The theme of the conference will be attainment and achievement from a parental perspective.
When they talk about achievement they do not mean the work that goes on in the classroom necessarily: From Recognising Achievement we are informed that there is a wide range of partners who can provide opportunities for children and young people to achieve, including:
Skills Development Scotland
Community learning and development
The Voluntary Sector
So what this is about is work/citizenship/community type skills development.
We are told that all those who provide and support this learning should have the opportunity to contribute to reporting on the learner’s progress and achievements.
In addition, health and wellbeing experiences and outcomes which are specifically designed to help children and young people make informed decisions will provide a useful focus for conversations about learning and planning next steps.
And very personal that will be too. The whole point of the exercise is that children will build their own profiles of achievement.
Approaches to recognising achievement, profiling and reporting should be manageable for all involved – children and young people, parents, teachers and other staff, partners and others who use this information.Who the others are who might use this information is unclear.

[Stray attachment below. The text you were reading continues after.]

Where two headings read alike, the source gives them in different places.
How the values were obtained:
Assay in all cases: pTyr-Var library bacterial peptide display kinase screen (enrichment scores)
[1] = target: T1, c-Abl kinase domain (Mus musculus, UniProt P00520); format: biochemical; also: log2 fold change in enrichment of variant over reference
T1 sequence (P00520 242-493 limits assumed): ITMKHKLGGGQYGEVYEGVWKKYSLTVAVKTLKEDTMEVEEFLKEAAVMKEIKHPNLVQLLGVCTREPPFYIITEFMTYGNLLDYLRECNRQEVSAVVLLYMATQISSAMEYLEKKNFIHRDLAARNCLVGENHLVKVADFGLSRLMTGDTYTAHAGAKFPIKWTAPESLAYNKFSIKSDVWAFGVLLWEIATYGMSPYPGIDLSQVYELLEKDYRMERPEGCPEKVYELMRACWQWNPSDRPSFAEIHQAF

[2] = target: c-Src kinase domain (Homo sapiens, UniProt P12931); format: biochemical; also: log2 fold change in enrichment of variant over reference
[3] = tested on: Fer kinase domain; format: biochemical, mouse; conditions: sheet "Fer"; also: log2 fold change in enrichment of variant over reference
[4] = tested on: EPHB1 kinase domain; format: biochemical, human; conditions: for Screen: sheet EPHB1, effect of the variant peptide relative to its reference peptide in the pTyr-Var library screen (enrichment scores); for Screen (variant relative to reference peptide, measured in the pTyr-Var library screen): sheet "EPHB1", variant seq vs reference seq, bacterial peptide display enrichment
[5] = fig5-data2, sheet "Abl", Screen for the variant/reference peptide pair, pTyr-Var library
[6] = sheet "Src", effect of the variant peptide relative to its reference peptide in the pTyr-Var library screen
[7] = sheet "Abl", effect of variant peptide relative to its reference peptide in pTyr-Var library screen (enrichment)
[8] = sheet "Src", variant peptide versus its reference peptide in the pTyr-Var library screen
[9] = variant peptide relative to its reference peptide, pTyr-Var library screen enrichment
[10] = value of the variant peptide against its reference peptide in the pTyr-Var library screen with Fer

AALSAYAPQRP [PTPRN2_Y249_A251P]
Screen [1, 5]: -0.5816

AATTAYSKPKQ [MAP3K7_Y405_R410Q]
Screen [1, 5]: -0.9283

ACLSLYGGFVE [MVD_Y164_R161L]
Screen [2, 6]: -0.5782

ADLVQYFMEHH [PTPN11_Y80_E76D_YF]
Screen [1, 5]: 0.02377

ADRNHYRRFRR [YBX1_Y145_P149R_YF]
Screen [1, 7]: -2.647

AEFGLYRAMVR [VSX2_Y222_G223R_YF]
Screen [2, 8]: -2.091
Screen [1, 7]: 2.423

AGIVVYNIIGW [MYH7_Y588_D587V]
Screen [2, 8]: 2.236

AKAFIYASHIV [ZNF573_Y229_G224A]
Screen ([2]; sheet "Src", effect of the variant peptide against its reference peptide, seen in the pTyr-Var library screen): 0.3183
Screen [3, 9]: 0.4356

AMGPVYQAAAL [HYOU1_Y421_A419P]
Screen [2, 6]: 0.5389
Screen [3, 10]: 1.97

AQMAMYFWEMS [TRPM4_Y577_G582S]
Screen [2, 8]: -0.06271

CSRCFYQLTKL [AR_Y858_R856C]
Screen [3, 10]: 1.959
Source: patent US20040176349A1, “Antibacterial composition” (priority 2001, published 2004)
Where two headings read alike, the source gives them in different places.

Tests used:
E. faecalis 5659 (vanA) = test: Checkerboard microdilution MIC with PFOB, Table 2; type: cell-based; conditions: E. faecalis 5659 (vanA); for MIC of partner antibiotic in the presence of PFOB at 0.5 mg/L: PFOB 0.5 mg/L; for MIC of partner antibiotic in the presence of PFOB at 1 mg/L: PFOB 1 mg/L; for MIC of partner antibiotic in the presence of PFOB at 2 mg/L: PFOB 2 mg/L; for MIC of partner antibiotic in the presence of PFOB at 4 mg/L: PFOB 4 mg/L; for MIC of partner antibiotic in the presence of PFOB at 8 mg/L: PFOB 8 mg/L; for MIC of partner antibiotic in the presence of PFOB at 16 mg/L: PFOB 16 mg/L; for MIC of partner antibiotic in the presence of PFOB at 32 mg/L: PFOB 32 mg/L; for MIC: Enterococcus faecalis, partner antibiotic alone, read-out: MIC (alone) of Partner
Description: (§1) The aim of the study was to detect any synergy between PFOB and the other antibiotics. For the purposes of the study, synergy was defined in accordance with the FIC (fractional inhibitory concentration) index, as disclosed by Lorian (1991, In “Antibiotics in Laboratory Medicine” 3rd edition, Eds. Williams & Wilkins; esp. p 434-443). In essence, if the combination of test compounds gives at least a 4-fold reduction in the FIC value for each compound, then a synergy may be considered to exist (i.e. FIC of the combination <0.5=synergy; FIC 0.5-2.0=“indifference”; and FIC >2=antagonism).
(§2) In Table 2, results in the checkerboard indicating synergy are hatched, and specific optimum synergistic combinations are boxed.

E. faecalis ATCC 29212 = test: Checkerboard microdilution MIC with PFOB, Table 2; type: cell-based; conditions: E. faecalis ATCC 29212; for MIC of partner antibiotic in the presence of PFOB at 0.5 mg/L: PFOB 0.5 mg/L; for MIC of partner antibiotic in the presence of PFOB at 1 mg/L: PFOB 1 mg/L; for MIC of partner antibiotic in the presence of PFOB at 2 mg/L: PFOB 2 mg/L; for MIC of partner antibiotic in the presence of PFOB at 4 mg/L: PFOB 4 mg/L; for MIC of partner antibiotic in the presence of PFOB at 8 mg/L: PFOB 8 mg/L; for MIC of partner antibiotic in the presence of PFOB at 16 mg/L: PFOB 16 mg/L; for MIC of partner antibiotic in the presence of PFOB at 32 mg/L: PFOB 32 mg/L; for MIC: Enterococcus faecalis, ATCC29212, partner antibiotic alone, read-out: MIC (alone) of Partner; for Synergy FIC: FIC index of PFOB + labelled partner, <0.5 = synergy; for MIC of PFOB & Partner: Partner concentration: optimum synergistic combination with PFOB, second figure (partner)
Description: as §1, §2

Recognising achievement and profiling are consistent with the overall GIRFEC approach..
No surprise there.
In particular the development of the child’s or young person’s plan using the wellbeing indicators and My World Triangle can be informed by the discussions and reflection which underpin recognition of achievement and profiling.
It`s bureaucracy gone mad. Who would be a child these days ?
There are a number of electronic systems available, for example e-portfolios and electronic Management Information Systems (MIS), which can support the processes...Learners are able to forward the e-portfolio link to potential employers and other learning providers.
In other words, school is about building a CV from an early age, useful for future employers who will have had an input into the curriculum to engineer the student characteristics they are looking for, but stultifying for children who will grow up to be defined by their profiles.